Salary Comparisons & Job Outlook

On average, data scientists tend to receive a salary significantly higher than the national average in their country.

For example, in the U.S. the average salary in 2020 was $53,400. In contrast, the average base salary for data scientists in the U.S. is $110,000 to $129,000. That’s 105.9 to 141.6 percent more than the national average.

Junior data scientists can expect to occupy a lower salary band at the beginning of their career. In contrast, senior positions provide a higher average compensation, though data for this specific salary band is hard to find. Industry and company size also affect the salary band dramatically.

Historically, though, geography has had a significant impact on the compensation of technical talent — and that includes data scientists. The U.S. leads the world in data scientist salaries by a margin of 8.1 percent. The remaining members of the top five highest paying countries are Australia, Israel, Canada, and Germany.

But compensation also varies within each country, not just internationally. For example, while data scientists in Seattle make an average of $147,900 a year, most data scientists in Chicago earn $120,448. That’s a 22.8 percent variation in compensation.

The job outlook for data scientists is equally promising. As the quantity of data the world produces accelerates, so too will the demand for scientists to analyze that data. From 2020 to 2030, the U.S. Bureau of Labor Statistics projects the number of employed computer and information research scientists in the U.S. to grow by 22 percent — almost triple the 8 percent average growth rate for all occupations. 

As data science is still a maturing field, the role of data scientists will continue to evolve. Data scientists will play a critical role in the development of the world’s most promising technologies, including, artificial intelligence, deep learning, natural language processing, robotics, and self-driving vehicles.

Requirements to Become a Data Scientist

Technical Skills

Data scientists use a range of technologies to work with data. These include, to name a few:

  • SQL
  • MySQL
  • NoSQL
  • MATLAB
  • Python
  • Go
  • Julia
  • Ruby
  • R
  • Scala

Many data science roles also require knowledge of at least one major programming language, such as C, C+, C#, or Java. And skills for cloud technologies such as AWS are in demand for certain roles, too. Data scientists also might use data visualization tools such as Tableau or front-end languages such as JavaScript to create visuals.

Recruiters and hiring managers looking for data scientists should look for proficiency with in-demand competencies and frameworks. These include:

  • Apache Spark (data processing)
  • Hadoop (big data processing)
  • Hive (data warehousing)
  • Keras (neural networks)
  • Pig (data analytics)
  • PyTorch (natural language processing)
  • TensorFlow (neural networks)

It’s worth noting that there’s a degree of fluidity to the technologies that data scientists use. A framework that’s in demand today might be outdated a year from now.

One skill emphasis that makes data scientists unique is mathematics. While a strong background in math is important to any programmer, it’s essential to data scientists. Data science is equal parts statistics and computer engineering, so while the job description might not mention it, competency in the following subjects is vital:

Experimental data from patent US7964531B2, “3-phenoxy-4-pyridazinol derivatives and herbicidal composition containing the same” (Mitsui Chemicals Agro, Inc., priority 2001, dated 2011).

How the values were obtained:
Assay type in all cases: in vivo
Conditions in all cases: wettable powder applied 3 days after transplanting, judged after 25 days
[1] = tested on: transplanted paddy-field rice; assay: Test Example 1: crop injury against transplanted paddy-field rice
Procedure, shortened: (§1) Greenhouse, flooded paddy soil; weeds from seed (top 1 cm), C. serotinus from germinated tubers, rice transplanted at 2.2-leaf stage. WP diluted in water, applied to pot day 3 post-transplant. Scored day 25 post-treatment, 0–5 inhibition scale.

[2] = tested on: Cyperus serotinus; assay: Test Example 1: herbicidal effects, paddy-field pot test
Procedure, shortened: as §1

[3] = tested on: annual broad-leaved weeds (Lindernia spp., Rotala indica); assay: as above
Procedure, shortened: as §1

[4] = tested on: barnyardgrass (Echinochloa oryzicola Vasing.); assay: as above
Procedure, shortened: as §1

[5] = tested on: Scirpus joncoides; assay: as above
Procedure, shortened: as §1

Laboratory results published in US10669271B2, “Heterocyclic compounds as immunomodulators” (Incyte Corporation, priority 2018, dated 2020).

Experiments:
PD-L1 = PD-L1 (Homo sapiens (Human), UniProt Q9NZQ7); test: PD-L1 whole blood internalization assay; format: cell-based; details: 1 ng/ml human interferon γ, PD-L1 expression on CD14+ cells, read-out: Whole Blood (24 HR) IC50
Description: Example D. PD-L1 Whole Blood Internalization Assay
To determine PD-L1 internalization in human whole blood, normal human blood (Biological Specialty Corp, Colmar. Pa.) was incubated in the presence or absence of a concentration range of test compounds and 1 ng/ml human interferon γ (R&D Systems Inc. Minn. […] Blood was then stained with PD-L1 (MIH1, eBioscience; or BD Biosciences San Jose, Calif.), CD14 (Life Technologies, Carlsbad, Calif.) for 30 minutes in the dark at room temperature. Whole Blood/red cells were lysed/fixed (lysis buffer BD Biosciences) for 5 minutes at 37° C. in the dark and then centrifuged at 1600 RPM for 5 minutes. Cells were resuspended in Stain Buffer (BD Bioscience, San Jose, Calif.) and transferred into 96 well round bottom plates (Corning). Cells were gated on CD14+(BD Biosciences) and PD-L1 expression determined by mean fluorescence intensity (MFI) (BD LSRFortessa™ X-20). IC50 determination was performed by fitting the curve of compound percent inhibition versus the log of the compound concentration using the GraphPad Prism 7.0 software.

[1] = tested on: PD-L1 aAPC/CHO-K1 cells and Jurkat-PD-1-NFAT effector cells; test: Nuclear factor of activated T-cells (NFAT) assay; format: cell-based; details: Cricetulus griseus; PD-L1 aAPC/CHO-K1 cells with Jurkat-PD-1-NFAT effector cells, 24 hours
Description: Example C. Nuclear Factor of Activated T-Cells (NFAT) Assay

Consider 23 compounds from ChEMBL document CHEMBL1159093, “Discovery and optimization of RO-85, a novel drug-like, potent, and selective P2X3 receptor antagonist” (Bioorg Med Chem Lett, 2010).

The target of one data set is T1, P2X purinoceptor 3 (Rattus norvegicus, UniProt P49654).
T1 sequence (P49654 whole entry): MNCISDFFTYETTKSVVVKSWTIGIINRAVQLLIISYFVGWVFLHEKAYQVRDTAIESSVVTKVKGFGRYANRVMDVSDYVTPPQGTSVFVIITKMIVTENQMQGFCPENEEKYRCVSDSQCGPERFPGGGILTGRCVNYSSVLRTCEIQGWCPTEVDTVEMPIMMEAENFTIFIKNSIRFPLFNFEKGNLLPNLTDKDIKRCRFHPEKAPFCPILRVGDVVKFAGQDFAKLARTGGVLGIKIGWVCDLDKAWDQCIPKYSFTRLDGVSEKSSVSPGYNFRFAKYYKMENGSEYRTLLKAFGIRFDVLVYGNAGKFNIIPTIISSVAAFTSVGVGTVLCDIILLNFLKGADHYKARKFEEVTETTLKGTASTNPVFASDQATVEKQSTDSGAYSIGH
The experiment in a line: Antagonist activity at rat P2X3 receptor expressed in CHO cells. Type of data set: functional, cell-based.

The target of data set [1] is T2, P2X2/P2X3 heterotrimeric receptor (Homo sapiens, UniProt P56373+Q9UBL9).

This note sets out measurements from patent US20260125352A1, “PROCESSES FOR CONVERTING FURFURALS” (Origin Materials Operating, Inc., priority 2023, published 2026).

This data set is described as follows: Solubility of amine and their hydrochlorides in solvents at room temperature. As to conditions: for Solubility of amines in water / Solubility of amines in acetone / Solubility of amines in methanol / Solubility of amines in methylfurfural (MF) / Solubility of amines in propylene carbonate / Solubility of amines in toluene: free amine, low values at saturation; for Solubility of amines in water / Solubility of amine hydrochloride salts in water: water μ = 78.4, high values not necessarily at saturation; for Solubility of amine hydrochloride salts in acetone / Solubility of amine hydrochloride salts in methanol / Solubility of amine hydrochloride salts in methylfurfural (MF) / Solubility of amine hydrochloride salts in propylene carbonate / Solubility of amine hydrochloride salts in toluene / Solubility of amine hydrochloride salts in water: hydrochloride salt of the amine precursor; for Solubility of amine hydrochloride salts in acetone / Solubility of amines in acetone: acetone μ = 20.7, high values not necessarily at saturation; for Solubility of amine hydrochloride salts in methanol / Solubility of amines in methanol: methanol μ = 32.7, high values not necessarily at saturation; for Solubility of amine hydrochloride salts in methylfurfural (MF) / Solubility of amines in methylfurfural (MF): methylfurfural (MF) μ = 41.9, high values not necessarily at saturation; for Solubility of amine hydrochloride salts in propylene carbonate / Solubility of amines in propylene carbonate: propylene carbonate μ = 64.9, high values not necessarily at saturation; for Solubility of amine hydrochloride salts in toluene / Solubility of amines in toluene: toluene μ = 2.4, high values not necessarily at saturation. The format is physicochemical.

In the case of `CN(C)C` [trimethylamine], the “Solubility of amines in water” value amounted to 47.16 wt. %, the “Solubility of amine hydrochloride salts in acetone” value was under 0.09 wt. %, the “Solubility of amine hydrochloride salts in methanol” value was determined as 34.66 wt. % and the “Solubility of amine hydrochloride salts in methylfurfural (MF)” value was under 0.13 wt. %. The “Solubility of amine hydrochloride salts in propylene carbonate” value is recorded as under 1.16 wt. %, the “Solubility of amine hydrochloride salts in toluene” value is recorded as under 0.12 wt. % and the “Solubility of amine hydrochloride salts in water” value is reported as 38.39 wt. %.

• Statistics
    • Probability theory
    • Classification 
    • Regression
    • Clustering
  • Linear Algebra
  • Calculus

Technical recruiters and aspiring data scientists alike will notice that there’s no standard way to learn this skill set. There’s a huge variety in the technologies data scientists know and the order they learn them in.

Soft Skills

Technical competency alone isn’t enough to succeed in a data science role. Mathematical, analytical, and problem-solving skills are a must in any technical role. And soft skills are even more critical in a digital-first or digital-only environment.

Employers may put even more stock into data scientists with strong soft skills, such as:

  • Time management
  • Communication
  • Project management
  • Problem solving

Communication skills, in particular, are critical to data science. One of a data scientist’s main responsibilities is to communicate complex information to nontechnical stakeholders in other departments. The ability to translate technical subject matter into digestible, actionable information that anyone can understand is highly valuable to data scientists — and the teams that employ them.

Experience & Education

After competency, the most important qualification for data scientists is experience. On-the-job experience and training is a critical requirement for many employers.

Then there’s education. While a university education is common in technical professions (about 75 percent of developers have a bachelor’s degree or higher), the field of data science tends to place a greater emphasis on postgraduate education. One study found that 88% of data scientists have a master’s degree or higher. Doctorate degrees are also common — and sometimes required. Recruiters interviewing for data science roles should anticipate that most candidates will have a postgraduate degree and that most employers will require a degree. 

But competition for skilled data scientists is fierce, and it’s common for job openings requiring degrees to go unfilled. Companies looking to hire data scientists will have access to a much larger pool of talent if they recognize other forms of education and experience. Even in the field of data science, online training, bootcamps, and independent learning are popular ways to learn new technical skills. 

Resources for Hiring Data Scientists

Developer Hiring Solutions

HackerRank Projects for Data Science

Resources for Becoming a Data Scientist

HackerRank for Developers

Getting Started with Data Science

How to Write a Software Engineering Job Description [Template]